Nonequilibrium statistical mechanics of climate variability: modelling issues and applications to data assimilation techniques
Seminar Room 1, Newton Institute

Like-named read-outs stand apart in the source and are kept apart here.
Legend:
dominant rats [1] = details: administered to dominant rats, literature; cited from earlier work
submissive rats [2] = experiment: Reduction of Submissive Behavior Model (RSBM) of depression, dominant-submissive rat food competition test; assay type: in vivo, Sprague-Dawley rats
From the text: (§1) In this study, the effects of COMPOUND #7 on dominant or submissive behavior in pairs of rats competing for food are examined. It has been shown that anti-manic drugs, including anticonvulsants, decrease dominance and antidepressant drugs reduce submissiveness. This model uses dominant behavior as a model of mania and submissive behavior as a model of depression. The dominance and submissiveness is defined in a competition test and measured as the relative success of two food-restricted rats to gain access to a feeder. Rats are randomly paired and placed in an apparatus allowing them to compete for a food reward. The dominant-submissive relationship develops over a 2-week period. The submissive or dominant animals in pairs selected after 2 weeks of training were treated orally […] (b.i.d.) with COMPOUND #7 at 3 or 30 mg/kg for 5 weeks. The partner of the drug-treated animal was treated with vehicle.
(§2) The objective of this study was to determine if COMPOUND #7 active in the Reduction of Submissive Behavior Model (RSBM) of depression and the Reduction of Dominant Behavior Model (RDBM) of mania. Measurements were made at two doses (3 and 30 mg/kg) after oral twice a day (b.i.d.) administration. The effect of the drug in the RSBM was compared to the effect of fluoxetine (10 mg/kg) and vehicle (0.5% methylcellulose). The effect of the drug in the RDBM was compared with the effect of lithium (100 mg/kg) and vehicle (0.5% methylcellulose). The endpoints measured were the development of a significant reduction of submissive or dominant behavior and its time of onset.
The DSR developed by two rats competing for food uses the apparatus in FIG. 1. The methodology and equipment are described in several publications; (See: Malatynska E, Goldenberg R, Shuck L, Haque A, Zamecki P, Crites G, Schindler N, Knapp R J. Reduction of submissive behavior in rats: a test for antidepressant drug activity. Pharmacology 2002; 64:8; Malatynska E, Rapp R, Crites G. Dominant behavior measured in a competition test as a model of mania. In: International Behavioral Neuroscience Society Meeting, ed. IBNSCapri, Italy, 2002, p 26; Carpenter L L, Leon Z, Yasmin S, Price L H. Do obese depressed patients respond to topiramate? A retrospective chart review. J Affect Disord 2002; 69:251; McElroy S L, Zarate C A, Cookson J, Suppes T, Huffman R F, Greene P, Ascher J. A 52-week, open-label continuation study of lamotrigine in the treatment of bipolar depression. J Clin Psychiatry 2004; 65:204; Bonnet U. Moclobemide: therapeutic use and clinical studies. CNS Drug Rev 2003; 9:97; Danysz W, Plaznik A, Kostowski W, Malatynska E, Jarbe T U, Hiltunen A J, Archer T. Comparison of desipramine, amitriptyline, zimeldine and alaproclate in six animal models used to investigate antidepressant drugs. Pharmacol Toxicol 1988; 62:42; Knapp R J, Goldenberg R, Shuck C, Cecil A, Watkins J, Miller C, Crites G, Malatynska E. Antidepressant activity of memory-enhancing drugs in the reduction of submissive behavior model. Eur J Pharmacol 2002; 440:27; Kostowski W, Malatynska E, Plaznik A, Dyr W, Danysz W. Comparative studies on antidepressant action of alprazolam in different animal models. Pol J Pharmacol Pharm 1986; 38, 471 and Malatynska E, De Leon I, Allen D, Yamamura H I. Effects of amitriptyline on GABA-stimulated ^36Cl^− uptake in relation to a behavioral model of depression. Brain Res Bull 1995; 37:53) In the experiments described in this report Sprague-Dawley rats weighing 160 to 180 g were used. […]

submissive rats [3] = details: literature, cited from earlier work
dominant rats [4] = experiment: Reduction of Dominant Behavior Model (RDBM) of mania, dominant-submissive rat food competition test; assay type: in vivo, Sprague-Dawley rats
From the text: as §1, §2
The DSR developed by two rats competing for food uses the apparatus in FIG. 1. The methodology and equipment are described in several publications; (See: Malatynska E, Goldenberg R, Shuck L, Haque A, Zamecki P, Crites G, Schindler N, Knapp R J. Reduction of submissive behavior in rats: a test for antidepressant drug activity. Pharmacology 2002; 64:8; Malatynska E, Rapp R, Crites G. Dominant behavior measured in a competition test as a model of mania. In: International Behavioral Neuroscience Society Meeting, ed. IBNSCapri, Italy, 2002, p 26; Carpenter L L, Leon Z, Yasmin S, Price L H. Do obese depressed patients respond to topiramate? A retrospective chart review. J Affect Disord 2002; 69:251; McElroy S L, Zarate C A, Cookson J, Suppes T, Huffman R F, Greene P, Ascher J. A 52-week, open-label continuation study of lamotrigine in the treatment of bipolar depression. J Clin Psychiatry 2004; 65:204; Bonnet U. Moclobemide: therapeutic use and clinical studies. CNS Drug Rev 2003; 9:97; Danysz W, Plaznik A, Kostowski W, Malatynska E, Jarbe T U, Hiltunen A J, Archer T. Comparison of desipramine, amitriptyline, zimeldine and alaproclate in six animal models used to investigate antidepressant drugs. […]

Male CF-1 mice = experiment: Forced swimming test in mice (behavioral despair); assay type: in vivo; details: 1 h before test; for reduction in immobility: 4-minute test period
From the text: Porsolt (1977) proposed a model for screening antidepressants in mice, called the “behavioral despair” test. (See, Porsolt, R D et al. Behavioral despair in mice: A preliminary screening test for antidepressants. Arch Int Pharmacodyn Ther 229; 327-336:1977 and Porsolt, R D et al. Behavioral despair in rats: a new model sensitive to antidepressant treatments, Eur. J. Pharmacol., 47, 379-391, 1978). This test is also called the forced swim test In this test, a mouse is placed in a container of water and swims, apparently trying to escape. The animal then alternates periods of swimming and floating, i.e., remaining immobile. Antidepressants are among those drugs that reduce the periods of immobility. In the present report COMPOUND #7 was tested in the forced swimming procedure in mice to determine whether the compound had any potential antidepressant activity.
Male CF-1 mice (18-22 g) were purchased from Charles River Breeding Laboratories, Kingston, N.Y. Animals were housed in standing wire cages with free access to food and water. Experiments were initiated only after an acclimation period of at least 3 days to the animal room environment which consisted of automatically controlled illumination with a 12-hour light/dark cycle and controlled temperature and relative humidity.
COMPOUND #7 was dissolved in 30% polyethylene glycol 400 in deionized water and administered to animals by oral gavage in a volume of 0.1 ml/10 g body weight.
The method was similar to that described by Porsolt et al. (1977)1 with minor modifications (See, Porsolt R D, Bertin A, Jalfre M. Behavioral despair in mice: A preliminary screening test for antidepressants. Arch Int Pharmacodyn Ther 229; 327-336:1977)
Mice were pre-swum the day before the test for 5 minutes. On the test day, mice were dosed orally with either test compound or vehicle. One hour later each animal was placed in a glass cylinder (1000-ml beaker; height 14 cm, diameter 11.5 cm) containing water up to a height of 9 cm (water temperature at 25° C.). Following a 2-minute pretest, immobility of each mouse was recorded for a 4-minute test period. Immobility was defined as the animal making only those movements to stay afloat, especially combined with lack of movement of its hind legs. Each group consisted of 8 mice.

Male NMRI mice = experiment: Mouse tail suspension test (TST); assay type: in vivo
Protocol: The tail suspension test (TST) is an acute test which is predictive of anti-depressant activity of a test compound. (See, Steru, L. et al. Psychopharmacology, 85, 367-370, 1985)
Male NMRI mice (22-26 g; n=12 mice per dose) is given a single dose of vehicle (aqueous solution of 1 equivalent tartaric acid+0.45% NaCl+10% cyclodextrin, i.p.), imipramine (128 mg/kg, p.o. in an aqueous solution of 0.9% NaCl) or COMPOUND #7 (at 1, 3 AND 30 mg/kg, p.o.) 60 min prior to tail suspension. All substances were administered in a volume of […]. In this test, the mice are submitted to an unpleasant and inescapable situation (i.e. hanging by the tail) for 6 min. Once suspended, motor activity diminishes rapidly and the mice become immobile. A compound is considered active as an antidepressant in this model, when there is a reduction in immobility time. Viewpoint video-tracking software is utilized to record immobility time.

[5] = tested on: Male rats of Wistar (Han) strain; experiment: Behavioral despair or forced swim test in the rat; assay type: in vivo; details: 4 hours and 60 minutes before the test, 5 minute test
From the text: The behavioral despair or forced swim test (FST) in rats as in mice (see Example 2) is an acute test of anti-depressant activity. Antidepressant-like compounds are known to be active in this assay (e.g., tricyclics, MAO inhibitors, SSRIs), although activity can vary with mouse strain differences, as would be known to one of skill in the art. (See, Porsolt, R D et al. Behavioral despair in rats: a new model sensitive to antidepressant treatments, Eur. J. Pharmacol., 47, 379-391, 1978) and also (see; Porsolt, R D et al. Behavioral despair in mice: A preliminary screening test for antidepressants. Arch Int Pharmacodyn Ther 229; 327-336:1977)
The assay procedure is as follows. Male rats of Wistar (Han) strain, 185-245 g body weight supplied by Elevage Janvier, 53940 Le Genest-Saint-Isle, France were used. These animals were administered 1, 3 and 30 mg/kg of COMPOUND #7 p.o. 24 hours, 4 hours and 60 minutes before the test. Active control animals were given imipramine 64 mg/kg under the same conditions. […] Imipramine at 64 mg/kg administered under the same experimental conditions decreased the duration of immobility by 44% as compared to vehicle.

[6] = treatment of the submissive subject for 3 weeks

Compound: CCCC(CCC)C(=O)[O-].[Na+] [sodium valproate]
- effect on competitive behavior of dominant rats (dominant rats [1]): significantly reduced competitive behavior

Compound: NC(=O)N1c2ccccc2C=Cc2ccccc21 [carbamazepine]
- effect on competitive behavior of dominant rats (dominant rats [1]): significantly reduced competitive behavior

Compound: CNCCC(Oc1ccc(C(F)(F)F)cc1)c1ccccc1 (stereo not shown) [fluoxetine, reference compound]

AbstractStochastic models and computational tools for the study of transitions between different metastable states (or regimes) in climate system are discussed using the barotropic quasi-geostrophic (QG) equation as a test case. Specifically, a stochastic partial differential equation (SPDE) is obtained by adding appropriate forcing and damping terms to the QG equation to make this equation dynamically consistent with the predictions of equilibrium statistical mechanics, while allowing to study nonequilibrium phenomena such as transitions between different regimes. In the small noise regime, the most likely states of the invariant measure for this SPDE coincide with the selective decay states and we establish conditions under which these states are not unique, implying the existence of different climate regimes. We also analyze the mechanism and rate of the dynamical transitions between these regimes by computing the most likely paths connecting them. Finally we will discuss how the se results can be used in the context of data assimilation procedure based on Kalman or ensemble filters to improve the efficiency of these methods in the presence of regime shifts.
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